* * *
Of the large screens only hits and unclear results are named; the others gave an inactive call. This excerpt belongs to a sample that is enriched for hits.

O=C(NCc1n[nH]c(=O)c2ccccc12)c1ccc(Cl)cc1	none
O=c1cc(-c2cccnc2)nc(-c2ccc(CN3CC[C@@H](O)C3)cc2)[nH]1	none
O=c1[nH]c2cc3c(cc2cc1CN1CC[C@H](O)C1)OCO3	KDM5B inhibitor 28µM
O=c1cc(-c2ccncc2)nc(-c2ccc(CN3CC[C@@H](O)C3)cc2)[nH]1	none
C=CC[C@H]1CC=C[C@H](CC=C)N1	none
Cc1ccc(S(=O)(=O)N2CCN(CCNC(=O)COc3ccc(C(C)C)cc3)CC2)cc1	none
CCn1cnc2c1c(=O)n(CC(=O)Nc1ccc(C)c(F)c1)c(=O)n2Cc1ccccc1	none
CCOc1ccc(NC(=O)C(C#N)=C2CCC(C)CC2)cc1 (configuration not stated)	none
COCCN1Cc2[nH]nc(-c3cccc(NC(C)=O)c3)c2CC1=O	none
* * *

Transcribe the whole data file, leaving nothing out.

Of the large screens only hits and unclear results are named; the others gave an inactive call. This excerpt belongs to a sample that is enriched for hits.

O=C(NCc1n[nH]c(=O)c2ccccc12)c1ccc(Cl)cc1	none
O=c1cc(-c2cccnc2)nc(-c2ccc(CN3CC[C@@H](O)C3)cc2)[nH]1	none
O=c1[nH]c2cc3c(cc2cc1CN1CC[C@H](O)C1)OCO3	KDM5B inhibitor 28µM
O=c1cc(-c2ccncc2)nc(-c2ccc(CN3CC[C@@H](O)C3)cc2)[nH]1	none
C=CC[C@H]1CC=C[C@H](CC=C)N1	none
Cc1ccc(S(=O)(=O)N2CCN(CCNC(=O)COc3ccc(C(C)C)cc3)CC2)cc1	none
CCn1cnc2c1c(=O)n(CC(=O)Nc1ccc(C)c(F)c1)c(=O)n2Cc1ccccc1	none
CCOc1ccc(NC(=O)C(C#N)=C2CCC(C)CC2)cc1 (configuration not stated)	none
COCCN1Cc2[nH]nc(-c3cccc(NC(C)=O)c3)c2CC1=O	none